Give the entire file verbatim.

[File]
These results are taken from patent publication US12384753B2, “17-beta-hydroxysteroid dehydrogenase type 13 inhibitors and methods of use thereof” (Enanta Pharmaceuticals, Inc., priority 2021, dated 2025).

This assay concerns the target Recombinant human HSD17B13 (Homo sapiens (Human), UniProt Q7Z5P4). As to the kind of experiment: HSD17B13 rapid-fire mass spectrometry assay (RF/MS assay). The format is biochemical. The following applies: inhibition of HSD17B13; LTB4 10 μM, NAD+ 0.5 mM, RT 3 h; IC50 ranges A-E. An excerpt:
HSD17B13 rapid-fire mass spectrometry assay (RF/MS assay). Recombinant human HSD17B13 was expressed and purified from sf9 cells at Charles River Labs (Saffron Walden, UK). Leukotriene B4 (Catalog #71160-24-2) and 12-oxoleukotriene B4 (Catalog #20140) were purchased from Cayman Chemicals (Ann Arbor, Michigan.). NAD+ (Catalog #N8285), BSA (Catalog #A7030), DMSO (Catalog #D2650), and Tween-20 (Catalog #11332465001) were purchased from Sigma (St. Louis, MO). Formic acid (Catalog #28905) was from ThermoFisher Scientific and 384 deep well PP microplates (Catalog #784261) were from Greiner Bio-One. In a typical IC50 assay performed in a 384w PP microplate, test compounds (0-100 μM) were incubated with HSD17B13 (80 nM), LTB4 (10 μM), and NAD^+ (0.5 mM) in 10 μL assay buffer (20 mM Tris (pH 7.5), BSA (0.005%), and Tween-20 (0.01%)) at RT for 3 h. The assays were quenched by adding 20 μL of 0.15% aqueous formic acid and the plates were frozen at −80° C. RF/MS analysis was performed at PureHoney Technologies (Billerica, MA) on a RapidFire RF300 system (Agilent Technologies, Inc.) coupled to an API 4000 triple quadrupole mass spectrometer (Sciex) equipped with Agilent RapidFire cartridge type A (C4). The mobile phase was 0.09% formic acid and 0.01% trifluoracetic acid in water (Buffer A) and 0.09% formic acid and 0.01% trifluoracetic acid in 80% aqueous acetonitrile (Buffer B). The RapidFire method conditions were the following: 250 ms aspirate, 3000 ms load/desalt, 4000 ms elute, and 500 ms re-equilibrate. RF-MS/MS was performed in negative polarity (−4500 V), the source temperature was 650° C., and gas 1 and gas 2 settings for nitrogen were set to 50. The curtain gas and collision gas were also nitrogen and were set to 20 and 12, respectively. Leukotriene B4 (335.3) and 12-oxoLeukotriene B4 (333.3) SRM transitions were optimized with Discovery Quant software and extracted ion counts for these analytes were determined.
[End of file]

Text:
These results are taken from patent publication US12384753B2, “17-beta-hydroxysteroid dehydrogenase type 13 inhibitors and methods of use thereof” (Enanta Pharmaceuticals, Inc., priority 2021, dated 2025).

This assay concerns the target Recombinant human HSD17B13 (Homo sapiens (Human), UniProt Q7Z5P4). As to the kind of experiment: HSD17B13 rapid-fire mass spectrometry assay (RF/MS assay). The format is biochemical. The following applies: inhibition of HSD17B13; LTB4 10 μM, NAD+ 0.5 mM, RT 3 h; IC50 ranges A-E. An excerpt:
HSD17B13 rapid-fire mass spectrometry assay (RF/MS assay). Recombinant human HSD17B13 was expressed and purified from sf9 cells at Charles River Labs (Saffron Walden, UK). Leukotriene B4 (Catalog #71160-24-2) and 12-oxoleukotriene B4 (Catalog #20140) were purchased from Cayman Chemicals (Ann Arbor, Michigan.). NAD+ (Catalog #N8285), BSA (Catalog #A7030), DMSO (Catalog #D2650), and Tween-20 (Catalog #11332465001) were purchased from Sigma (St. Louis, MO). Formic acid (Catalog #28905) was from ThermoFisher Scientific and 384 deep well PP microplates (Catalog #784261) were from Greiner Bio-One. In a typical IC50 assay performed in a 384w PP microplate, test compounds (0-100 μM) were incubated with HSD17B13 (80 nM), LTB4 (10 μM), and NAD^+ (0.5 mM) in 10 μL assay buffer (20 mM Tris (pH 7.5), BSA (0.005%), and Tween-20 (0.01%)) at RT for 3 h. The assays were quenched by adding 20 μL of 0.15% aqueous formic acid and the plates were frozen at −80° C. RF/MS analysis was performed at PureHoney Technologies (Billerica, MA) on a RapidFire RF300 system (Agilent Technologies, Inc.) coupled to an API 4000 triple quadrupole mass spectrometer (Sciex) equipped with Agilent RapidFire cartridge type A (C4). The mobile phase was 0.09% formic acid and 0.01% trifluoracetic acid in water (Buffer A) and 0.09% formic acid and 0.01% trifluoracetic acid in 80% aqueous acetonitrile (Buffer B). The RapidFire method conditions were the following: 250 ms aspirate, 3000 ms load/desalt, 4000 ms elute, and 500 ms re-equilibrate. RF-MS/MS was performed in negative polarity (−4500 V), the source temperature was 650° C., and gas 1 and gas 2 settings for nitrogen were set to 50. The curtain gas and collision gas were also nitrogen and were set to 20 and 12, respectively. Leukotriene B4 (335.3) and 12-oxoLeukotriene B4 (333.3) SRM transitions were optimized with Discovery Quant software and extracted ion counts for these analytes were determined.